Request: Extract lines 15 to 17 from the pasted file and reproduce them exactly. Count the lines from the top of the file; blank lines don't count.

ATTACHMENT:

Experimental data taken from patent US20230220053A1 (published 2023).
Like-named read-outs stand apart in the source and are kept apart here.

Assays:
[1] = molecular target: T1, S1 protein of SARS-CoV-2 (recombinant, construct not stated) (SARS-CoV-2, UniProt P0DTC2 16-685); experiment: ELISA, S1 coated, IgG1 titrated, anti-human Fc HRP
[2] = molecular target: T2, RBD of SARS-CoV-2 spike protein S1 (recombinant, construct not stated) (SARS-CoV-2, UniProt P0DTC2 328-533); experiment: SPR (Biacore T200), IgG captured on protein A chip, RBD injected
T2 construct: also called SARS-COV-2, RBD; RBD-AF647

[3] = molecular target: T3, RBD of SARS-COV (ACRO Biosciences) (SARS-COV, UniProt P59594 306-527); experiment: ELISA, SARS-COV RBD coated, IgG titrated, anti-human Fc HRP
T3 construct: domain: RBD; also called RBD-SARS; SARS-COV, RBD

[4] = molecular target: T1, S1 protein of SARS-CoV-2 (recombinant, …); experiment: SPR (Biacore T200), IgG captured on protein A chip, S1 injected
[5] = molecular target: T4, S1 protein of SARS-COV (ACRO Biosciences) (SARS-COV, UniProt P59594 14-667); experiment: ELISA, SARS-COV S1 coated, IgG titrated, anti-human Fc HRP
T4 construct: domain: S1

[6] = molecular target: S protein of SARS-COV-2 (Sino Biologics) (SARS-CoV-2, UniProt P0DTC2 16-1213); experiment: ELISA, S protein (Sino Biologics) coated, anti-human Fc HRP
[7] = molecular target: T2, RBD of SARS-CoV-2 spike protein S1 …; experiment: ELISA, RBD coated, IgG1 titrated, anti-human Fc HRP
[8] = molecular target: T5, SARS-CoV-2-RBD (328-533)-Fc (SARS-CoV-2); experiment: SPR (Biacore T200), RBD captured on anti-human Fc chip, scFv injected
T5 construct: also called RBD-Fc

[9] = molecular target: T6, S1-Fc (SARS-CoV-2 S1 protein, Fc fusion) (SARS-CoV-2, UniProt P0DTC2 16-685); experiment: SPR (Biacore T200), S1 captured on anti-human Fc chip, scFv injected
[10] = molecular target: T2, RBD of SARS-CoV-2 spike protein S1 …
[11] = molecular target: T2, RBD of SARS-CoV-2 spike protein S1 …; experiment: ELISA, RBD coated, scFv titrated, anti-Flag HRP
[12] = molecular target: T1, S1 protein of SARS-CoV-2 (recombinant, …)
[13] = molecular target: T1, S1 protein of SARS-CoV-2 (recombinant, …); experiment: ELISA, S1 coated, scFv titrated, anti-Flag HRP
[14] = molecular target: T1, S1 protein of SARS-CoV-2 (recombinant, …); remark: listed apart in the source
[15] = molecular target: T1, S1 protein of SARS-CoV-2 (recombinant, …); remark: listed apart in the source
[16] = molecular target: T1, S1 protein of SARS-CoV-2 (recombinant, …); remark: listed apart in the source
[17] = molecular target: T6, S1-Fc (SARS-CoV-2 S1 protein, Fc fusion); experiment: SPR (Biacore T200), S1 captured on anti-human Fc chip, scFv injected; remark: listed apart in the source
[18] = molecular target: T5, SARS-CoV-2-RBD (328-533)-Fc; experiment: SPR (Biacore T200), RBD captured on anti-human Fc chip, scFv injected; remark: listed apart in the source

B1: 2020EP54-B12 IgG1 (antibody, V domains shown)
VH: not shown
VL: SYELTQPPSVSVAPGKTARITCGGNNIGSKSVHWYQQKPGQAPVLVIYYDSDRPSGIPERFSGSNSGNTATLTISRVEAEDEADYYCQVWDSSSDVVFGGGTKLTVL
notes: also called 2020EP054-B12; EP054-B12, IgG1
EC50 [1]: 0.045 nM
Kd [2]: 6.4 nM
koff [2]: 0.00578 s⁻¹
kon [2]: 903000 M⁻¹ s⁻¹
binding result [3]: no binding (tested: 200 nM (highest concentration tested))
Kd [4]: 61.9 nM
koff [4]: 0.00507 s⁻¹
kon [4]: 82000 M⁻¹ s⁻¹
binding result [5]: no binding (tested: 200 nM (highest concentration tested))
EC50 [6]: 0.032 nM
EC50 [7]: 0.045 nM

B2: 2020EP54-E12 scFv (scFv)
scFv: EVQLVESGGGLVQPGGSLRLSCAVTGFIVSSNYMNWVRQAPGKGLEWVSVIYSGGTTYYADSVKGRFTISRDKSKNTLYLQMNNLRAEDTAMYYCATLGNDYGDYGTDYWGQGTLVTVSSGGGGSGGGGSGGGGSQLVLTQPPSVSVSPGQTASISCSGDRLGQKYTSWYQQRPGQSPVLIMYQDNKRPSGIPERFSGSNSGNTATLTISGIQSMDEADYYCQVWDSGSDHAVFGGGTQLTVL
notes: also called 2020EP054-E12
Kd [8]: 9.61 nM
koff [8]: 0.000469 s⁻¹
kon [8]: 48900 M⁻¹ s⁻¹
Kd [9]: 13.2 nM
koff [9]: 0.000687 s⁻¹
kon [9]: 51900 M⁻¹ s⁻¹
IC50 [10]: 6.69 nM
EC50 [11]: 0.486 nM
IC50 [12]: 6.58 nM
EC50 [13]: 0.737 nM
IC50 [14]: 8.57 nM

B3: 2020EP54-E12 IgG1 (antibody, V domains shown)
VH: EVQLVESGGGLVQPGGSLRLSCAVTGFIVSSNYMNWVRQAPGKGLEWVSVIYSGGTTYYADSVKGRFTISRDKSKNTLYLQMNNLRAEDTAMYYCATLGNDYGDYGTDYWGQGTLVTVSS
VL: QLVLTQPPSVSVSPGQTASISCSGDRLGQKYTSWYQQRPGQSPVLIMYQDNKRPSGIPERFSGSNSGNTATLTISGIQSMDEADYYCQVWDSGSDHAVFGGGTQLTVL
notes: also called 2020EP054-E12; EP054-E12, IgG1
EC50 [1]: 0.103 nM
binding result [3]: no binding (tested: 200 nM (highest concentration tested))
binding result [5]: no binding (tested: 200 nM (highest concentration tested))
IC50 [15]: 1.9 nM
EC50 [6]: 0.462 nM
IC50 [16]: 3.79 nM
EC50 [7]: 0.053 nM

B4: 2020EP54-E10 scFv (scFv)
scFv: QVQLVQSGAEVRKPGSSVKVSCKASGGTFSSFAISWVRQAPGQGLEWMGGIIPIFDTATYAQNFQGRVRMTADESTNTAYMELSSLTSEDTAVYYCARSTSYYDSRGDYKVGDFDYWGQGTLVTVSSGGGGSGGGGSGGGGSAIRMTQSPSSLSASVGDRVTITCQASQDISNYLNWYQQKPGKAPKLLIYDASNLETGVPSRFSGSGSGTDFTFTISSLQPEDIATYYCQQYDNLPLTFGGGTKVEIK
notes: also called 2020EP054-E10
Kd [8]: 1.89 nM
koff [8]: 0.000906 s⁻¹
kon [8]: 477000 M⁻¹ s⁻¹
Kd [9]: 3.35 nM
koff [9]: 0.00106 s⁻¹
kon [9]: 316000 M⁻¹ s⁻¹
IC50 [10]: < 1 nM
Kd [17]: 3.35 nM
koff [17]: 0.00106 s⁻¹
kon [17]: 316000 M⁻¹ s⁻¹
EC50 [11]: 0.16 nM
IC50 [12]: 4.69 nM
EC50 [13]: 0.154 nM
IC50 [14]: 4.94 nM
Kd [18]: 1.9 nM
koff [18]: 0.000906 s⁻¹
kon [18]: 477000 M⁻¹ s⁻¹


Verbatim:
T5 construct: also called RBD-Fc

[9] = molecular target: T6, S1-Fc (SARS-CoV-2 S1 protein, Fc fusion) (SARS-CoV-2, UniProt P0DTC2 16-685); experiment: SPR (Biacore T200), S1 captured on anti-human Fc chip, scFv injected
[10] = molecular target: T2, RBD of SARS-CoV-2 spike protein S1 …